Laws of Physics in TS-7800 FPGA
Don't get fooled by the title! This page is dedicated to rules that must be obeyed when developing FPGA structures to be loaded into the Technologic Systems TS-7800 board. 99.99% of them, if broken, will most probably cause an unusable board.
Idle FPGA when reprogramming
Insure that none of the FPGA implemented devices are used in any way during the reprogramming. I know for sure that something as critical as NAND or SD card using, even if implemented in the new FPGA structure 100% identically, will gladly cope with the sudden loss of communication.
PCI Pins Mapping
Once you have defined the initial FPGA structure as Schematic/Verilog/VHDL, don't forget to check if the pins are properly mapped so you don't get two outputs or not driven inputs. Usually this step is necessary every time a pin is added to the structure. Later, the file containing the pins mapping ('.lpf' - design preferences file) can be carried from one project to another.
The PCI bus needs a working clock source in order to function. By default the FPGA uses the 25MHz input, doubles it internally, and passes it to the SoC.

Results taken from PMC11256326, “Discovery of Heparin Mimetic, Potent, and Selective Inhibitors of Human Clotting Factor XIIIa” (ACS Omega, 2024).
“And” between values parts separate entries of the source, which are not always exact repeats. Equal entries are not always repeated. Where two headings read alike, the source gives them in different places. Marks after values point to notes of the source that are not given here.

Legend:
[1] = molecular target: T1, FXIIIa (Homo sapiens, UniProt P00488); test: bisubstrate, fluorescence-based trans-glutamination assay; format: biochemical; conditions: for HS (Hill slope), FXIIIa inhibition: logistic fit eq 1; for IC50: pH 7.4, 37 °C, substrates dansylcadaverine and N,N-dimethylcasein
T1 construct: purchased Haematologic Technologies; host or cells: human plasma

As the FPGA works in a predictable way only when using a single clock or a set of correlated clocks, if you have another external clock source, try to derive the PCI clock from that one. It will save you a lot of time in debugging impossible to fix situations. The following two situations I have used and worked very well:
- 66MHz external reference, multiplied by 3 and divided by 4 gave 49.5MHz PCI clock
- 80MHz external reference, multiplied by 3 and divided by 4 gave 60MHz PCI clock
Don't get tricked by possibly matching frequencies. If you have a 75MHz external reference and you think of using the TS 25MHz clock instead of doubling and then dividing by 3 your external reference, better think again. Your oscillator is exactly 75MHz as much as the cheap crystal on the TS-7800 is exactly 25MHz. Differences sometimes as large as several kHz are not unusual!